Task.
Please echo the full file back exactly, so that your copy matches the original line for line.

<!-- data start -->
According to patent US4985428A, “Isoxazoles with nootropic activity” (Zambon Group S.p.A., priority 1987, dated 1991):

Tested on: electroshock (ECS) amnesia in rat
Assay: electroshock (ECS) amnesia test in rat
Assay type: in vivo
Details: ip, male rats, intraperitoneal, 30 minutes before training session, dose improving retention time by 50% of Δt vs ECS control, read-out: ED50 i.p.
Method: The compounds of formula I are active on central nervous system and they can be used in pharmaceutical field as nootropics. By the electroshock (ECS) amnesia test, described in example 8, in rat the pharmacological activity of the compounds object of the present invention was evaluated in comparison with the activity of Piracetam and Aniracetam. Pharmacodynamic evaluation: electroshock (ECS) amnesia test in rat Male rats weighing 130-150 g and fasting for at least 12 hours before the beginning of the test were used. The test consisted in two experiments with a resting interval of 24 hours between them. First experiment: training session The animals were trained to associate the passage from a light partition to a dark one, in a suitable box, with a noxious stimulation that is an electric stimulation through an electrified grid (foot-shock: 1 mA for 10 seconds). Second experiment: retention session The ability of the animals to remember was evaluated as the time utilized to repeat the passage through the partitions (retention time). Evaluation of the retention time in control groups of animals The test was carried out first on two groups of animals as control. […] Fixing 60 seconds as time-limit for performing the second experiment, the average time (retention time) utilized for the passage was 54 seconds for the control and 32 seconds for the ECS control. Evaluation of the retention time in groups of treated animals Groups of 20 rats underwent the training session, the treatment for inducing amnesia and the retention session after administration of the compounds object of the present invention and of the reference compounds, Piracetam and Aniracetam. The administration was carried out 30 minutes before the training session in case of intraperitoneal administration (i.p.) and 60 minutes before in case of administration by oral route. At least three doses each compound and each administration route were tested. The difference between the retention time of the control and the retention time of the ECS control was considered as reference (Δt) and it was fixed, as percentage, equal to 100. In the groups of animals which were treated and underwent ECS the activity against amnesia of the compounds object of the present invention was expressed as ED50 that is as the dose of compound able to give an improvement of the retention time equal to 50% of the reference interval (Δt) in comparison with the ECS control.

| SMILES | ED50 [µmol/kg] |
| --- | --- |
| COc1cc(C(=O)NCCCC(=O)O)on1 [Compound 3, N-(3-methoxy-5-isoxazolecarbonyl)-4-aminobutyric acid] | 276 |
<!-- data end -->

According to patent US4985428A, “Isoxazoles with nootropic activity” (Zambon Group S.p.A., priority 1987, dated 1991):

Tested on: electroshock (ECS) amnesia in rat
Assay: electroshock (ECS) amnesia test in rat
Assay type: in vivo
Details: ip, male rats, intraperitoneal, 30 minutes before training session, dose improving retention time by 50% of Δt vs ECS control, read-out: ED50 i.p.
Method: The compounds of formula I are active on central nervous system and they can be used in pharmaceutical field as nootropics. By the electroshock (ECS) amnesia test, described in example 8, in rat the pharmacological activity of the compounds object of the present invention was evaluated in comparison with the activity of Piracetam and Aniracetam. Pharmacodynamic evaluation: electroshock (ECS) amnesia test in rat Male rats weighing 130-150 g and fasting for at least 12 hours before the beginning of the test were used. The test consisted in two experiments with a resting interval of 24 hours between them. First experiment: training session The animals were trained to associate the passage from a light partition to a dark one, in a suitable box, with a noxious stimulation that is an electric stimulation through an electrified grid (foot-shock: 1 mA for 10 seconds). Second experiment: retention session The ability of the animals to remember was evaluated as the time utilized to repeat the passage through the partitions (retention time). Evaluation of the retention time in control groups of animals The test was carried out first on two groups of animals as control. […] Fixing 60 seconds as time-limit for performing the second experiment, the average time (retention time) utilized for the passage was 54 seconds for the control and 32 seconds for the ECS control. Evaluation of the retention time in groups of treated animals Groups of 20 rats underwent the training session, the treatment for inducing amnesia and the retention session after administration of the compounds object of the present invention and of the reference compounds, Piracetam and Aniracetam. The administration was carried out 30 minutes before the training session in case of intraperitoneal administration (i.p.) and 60 minutes before in case of administration by oral route. At least three doses each compound and each administration route were tested. The difference between the retention time of the control and the retention time of the ECS control was considered as reference (Δt) and it was fixed, as percentage, equal to 100. In the groups of animals which were treated and underwent ECS the activity against amnesia of the compounds object of the present invention was expressed as ED50 that is as the dose of compound able to give an improvement of the retention time equal to 50% of the reference interval (Δt) in comparison with the ECS control.

| SMILES | ED50 [µmol/kg] |
| --- | --- |
| COc1cc(C(=O)NCCCC(=O)O)on1 [Compound 3, N-(3-methoxy-5-isoxazolecarbonyl)-4-aminobutyric acid] | 276 |